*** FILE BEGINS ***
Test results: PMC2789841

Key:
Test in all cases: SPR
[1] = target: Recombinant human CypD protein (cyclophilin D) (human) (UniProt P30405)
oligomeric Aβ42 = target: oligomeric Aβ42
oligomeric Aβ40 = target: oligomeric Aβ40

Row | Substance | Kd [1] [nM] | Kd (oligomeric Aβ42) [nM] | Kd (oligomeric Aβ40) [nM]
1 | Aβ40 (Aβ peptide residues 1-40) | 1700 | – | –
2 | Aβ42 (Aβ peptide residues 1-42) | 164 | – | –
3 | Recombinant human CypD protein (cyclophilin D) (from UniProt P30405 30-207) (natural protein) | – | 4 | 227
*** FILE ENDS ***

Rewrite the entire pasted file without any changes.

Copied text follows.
Test results: PMC2789841

Key:
Test in all cases: SPR
[1] = target: Recombinant human CypD protein (cyclophilin D) (human) (UniProt P30405)
oligomeric Aβ42 = target: oligomeric Aβ42
oligomeric Aβ40 = target: oligomeric Aβ40

Row | Substance | Kd [1] [nM] | Kd (oligomeric Aβ42) [nM] | Kd (oligomeric Aβ40) [nM]
1 | Aβ40 (Aβ peptide residues 1-40) | 1700 | – | –
2 | Aβ42 (Aβ peptide residues 1-42) | 164 | – | –
3 | Recombinant human CypD protein (cyclophilin D) (from UniProt P30405 30-207) (natural protein) | – | 4 | 227